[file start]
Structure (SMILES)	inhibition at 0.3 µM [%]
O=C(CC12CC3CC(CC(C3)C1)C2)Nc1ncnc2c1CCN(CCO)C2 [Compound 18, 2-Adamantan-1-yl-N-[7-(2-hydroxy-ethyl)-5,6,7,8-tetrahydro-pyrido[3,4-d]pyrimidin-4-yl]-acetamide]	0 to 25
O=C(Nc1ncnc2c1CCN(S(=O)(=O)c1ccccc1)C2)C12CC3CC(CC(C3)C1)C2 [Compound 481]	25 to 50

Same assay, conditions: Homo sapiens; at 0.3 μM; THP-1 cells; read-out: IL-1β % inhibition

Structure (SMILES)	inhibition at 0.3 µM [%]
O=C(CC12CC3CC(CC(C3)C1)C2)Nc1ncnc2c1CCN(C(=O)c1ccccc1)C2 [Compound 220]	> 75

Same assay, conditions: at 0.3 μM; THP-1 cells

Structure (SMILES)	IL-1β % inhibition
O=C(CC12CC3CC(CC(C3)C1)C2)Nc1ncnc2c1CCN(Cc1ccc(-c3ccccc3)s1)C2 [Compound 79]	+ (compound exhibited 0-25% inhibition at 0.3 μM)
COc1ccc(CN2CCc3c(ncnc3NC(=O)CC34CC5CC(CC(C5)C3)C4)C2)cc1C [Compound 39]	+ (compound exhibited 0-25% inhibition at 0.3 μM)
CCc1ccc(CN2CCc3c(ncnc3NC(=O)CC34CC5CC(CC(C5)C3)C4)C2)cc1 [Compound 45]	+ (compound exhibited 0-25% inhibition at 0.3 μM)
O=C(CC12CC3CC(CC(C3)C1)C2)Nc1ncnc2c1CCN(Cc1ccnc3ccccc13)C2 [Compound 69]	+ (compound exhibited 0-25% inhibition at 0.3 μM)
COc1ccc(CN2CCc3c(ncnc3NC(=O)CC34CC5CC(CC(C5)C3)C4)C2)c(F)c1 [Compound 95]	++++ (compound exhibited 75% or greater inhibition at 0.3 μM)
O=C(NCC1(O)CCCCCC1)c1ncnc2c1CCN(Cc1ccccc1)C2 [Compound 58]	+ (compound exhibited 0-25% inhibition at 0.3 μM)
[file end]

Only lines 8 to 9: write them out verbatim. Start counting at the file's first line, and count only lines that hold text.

Structure (SMILES)	IL-1β % inhibition
O=C(CC12CC3CC(CC(C3)C1)C2)Nc1ncnc2c1CCN(Cc1ccc(-c3ccccc3)s1)C2 [Compound 79]	+ (compound exhibited 0-25% inhibition at 0.3 μM)